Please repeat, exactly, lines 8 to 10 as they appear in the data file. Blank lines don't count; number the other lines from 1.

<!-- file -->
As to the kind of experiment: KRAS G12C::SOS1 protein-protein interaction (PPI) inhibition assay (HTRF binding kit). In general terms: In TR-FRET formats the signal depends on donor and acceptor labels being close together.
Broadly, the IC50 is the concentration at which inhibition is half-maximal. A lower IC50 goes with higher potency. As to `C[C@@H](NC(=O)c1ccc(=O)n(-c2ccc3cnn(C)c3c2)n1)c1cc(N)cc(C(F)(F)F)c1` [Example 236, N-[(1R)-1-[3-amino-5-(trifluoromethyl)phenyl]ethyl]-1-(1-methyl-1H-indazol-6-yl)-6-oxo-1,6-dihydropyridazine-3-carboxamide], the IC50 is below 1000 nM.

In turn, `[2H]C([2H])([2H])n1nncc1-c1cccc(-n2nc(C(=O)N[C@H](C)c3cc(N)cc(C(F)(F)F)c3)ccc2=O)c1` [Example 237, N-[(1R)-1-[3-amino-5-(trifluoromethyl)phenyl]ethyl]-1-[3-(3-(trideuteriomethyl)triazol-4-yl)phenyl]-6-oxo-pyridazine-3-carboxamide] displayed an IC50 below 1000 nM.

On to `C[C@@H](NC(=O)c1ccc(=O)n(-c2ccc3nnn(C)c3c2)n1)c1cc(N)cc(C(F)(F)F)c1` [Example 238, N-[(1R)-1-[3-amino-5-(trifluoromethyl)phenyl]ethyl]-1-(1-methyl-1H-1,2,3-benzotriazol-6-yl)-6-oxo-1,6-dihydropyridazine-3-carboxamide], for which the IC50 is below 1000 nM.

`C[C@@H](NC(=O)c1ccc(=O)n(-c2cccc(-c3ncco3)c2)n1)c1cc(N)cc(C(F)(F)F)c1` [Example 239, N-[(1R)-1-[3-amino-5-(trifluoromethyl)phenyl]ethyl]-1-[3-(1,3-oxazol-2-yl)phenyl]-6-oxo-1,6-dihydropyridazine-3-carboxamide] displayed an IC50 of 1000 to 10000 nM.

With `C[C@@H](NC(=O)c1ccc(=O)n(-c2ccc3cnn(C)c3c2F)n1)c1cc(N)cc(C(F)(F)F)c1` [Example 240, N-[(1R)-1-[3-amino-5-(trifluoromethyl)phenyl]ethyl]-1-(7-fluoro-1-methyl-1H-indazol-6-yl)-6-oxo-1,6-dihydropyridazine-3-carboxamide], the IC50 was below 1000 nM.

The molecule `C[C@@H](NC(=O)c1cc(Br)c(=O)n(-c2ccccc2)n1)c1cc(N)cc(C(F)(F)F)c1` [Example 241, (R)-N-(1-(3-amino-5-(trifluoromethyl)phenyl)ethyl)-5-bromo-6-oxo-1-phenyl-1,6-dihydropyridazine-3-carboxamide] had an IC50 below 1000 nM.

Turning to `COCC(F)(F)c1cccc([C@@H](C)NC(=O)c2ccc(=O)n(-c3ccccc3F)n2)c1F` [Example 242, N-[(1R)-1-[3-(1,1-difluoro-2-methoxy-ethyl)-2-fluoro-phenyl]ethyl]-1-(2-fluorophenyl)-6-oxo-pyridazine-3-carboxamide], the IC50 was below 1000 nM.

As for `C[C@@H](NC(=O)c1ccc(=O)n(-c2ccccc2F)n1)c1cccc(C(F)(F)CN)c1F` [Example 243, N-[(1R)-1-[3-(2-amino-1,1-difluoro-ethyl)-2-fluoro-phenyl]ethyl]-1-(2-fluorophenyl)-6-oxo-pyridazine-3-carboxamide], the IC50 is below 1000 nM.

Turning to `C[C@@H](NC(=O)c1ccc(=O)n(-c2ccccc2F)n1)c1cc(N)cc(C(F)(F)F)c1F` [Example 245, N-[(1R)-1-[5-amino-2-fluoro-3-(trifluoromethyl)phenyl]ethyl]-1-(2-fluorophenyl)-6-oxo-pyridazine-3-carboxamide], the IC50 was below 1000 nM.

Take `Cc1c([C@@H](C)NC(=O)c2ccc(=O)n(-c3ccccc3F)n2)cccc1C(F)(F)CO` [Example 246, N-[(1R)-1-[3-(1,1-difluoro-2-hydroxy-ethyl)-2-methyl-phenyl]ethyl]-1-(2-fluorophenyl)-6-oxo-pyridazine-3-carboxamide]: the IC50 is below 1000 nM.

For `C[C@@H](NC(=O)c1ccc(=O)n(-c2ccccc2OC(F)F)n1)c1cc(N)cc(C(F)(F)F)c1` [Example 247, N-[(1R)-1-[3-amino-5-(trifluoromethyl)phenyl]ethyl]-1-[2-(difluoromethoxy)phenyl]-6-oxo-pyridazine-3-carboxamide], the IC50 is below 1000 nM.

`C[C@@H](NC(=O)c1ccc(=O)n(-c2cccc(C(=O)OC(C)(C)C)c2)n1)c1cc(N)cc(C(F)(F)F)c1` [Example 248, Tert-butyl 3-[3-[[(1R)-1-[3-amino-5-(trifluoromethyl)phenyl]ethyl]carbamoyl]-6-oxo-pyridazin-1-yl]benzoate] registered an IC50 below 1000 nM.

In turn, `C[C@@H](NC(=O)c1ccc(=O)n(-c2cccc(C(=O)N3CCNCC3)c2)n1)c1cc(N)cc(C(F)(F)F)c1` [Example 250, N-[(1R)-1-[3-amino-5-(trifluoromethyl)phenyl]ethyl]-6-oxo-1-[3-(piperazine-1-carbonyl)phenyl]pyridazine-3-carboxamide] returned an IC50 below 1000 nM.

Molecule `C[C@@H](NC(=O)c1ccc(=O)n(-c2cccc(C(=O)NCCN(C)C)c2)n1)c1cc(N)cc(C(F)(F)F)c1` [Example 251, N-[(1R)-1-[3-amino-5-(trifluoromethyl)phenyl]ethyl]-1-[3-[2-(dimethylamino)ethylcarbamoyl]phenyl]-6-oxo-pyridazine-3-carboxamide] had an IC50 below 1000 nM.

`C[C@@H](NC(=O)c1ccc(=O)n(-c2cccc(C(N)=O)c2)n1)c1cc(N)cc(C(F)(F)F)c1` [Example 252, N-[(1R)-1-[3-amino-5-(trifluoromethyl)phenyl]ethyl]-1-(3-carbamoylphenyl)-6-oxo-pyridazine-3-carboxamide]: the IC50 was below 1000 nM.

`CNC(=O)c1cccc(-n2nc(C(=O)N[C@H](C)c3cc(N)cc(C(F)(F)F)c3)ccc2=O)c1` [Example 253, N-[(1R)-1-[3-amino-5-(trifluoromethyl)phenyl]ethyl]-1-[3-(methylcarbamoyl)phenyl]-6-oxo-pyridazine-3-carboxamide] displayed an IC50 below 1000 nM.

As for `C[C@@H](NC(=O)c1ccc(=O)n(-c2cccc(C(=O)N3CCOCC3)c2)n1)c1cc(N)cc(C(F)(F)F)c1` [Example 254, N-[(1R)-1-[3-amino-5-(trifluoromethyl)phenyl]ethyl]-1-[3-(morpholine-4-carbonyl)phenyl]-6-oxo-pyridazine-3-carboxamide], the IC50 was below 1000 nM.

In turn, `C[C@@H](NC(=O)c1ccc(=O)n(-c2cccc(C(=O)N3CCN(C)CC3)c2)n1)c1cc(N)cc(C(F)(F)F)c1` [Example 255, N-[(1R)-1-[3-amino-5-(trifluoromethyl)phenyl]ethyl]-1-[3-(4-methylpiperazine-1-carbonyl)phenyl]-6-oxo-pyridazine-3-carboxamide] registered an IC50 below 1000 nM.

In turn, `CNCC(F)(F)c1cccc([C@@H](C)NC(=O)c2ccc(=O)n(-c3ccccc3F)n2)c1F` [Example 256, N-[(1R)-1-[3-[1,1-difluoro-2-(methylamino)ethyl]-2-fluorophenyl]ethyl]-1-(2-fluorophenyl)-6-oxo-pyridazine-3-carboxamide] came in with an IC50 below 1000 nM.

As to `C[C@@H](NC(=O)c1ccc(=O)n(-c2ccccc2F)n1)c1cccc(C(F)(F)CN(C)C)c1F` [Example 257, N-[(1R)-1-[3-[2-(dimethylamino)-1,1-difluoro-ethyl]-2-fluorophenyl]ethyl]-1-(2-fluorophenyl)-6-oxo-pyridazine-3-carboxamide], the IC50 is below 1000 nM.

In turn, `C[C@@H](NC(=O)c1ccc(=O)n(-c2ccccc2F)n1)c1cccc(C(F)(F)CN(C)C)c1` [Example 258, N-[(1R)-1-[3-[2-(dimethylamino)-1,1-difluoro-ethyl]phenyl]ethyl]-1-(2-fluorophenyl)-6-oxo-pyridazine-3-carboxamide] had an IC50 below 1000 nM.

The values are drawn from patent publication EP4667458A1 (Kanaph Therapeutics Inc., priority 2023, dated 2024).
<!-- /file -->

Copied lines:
Turning to `COCC(F)(F)c1cccc([C@@H](C)NC(=O)c2ccc(=O)n(-c3ccccc3F)n2)c1F` [Example 242, N-[(1R)-1-[3-(1,1-difluoro-2-methoxy-ethyl)-2-fluoro-phenyl]ethyl]-1-(2-fluorophenyl)-6-oxo-pyridazine-3-carboxamide], the IC50 was below 1000 nM.

As for `C[C@@H](NC(=O)c1ccc(=O)n(-c2ccccc2F)n1)c1cccc(C(F)(F)CN)c1F` [Example 243, N-[(1R)-1-[3-(2-amino-1,1-difluoro-ethyl)-2-fluoro-phenyl]ethyl]-1-(2-fluorophenyl)-6-oxo-pyridazine-3-carboxamide], the IC50 is below 1000 nM.

Turning to `C[C@@H](NC(=O)c1ccc(=O)n(-c2ccccc2F)n1)c1cc(N)cc(C(F)(F)F)c1F` [Example 245, N-[(1R)-1-[5-amino-2-fluoro-3-(trifluoromethyl)phenyl]ethyl]-1-(2-fluorophenyl)-6-oxo-pyridazine-3-carboxamide], the IC50 was below 1000 nM.